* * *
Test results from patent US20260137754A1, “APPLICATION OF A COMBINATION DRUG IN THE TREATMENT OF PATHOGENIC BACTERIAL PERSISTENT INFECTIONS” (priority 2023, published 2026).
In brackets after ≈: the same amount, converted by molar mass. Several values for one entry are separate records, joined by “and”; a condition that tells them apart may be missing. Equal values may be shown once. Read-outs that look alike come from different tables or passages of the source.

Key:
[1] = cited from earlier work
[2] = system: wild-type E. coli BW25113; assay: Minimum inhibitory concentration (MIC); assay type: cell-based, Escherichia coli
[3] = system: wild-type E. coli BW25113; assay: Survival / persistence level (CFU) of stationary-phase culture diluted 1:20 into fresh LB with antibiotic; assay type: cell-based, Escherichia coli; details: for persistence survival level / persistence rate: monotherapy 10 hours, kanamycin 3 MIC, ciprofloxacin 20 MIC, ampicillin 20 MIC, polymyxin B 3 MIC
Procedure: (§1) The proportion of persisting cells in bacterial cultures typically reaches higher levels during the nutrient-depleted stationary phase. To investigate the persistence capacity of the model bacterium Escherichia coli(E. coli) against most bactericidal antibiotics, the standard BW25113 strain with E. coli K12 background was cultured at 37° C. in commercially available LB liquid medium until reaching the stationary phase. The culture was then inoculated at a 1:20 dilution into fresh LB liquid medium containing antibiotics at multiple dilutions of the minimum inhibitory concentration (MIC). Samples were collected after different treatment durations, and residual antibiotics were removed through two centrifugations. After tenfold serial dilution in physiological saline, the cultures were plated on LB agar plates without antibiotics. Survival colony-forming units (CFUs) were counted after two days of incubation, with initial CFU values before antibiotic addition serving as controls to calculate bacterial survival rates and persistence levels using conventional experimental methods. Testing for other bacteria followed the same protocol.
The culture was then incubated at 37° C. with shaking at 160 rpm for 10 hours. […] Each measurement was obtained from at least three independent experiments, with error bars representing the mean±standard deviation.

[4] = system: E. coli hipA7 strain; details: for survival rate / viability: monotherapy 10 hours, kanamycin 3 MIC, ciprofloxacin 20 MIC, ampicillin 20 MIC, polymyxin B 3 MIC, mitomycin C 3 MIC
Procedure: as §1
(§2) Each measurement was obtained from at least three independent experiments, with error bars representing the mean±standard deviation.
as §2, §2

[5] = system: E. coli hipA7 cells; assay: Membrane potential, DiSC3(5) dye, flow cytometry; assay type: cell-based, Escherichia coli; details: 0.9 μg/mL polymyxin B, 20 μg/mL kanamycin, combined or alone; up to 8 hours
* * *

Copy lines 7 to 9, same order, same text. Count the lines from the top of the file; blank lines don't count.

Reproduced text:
Procedure: (§1) The proportion of persisting cells in bacterial cultures typically reaches higher levels during the nutrient-depleted stationary phase. To investigate the persistence capacity of the model bacterium Escherichia coli(E. coli) against most bactericidal antibiotics, the standard BW25113 strain with E. coli K12 background was cultured at 37° C. in commercially available LB liquid medium until reaching the stationary phase. The culture was then inoculated at a 1:20 dilution into fresh LB liquid medium containing antibiotics at multiple dilutions of the minimum inhibitory concentration (MIC). Samples were collected after different treatment durations, and residual antibiotics were removed through two centrifugations. After tenfold serial dilution in physiological saline, the cultures were plated on LB agar plates without antibiotics. Survival colony-forming units (CFUs) were counted after two days of incubation, with initial CFU values before antibiotic addition serving as controls to calculate bacterial survival rates and persistence levels using conventional experimental methods. Testing for other bacteria followed the same protocol.
The culture was then incubated at 37° C. with shaking at 160 rpm for 10 hours. […] Each measurement was obtained from at least three independent experiments, with error bars representing the mean±standard deviation.

[4] = system: E. coli hipA7 strain; details: for survival rate / viability: monotherapy 10 hours, kanamycin 3 MIC, ciprofloxacin 20 MIC, ampicillin 20 MIC, polymyxin B 3 MIC, mitomycin C 3 MIC